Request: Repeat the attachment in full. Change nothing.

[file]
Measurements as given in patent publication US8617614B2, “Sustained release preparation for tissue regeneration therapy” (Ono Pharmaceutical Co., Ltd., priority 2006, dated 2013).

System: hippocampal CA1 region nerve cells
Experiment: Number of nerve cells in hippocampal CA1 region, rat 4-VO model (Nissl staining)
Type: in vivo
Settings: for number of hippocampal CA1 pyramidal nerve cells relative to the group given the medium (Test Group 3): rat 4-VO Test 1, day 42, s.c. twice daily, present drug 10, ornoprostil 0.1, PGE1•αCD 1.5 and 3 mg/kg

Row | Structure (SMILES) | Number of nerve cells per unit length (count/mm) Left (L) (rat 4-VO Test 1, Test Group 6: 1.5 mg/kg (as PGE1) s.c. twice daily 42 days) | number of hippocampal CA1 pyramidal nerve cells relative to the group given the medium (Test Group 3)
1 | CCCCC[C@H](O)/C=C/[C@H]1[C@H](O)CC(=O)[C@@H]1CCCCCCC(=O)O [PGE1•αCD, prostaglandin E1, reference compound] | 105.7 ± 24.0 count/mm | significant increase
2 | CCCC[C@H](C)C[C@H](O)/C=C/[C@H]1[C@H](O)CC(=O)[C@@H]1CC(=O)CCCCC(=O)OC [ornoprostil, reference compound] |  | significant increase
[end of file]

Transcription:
Measurements as given in patent publication US8617614B2, “Sustained release preparation for tissue regeneration therapy” (Ono Pharmaceutical Co., Ltd., priority 2006, dated 2013).

System: hippocampal CA1 region nerve cells
Experiment: Number of nerve cells in hippocampal CA1 region, rat 4-VO model (Nissl staining)
Type: in vivo
Settings: for number of hippocampal CA1 pyramidal nerve cells relative to the group given the medium (Test Group 3): rat 4-VO Test 1, day 42, s.c. twice daily, present drug 10, ornoprostil 0.1, PGE1•αCD 1.5 and 3 mg/kg

Row | Structure (SMILES) | Number of nerve cells per unit length (count/mm) Left (L) (rat 4-VO Test 1, Test Group 6: 1.5 mg/kg (as PGE1) s.c. twice daily 42 days) | number of hippocampal CA1 pyramidal nerve cells relative to the group given the medium (Test Group 3)
1 | CCCCC[C@H](O)/C=C/[C@H]1[C@H](O)CC(=O)[C@@H]1CCCCCCC(=O)O [PGE1•αCD, prostaglandin E1, reference compound] | 105.7 ± 24.0 count/mm | significant increase
2 | CCCC[C@H](C)C[C@H](O)/C=C/[C@H]1[C@H](O)CC(=O)[C@@H]1CC(=O)CCCCC(=O)OC [ornoprostil, reference compound] |  | significant increase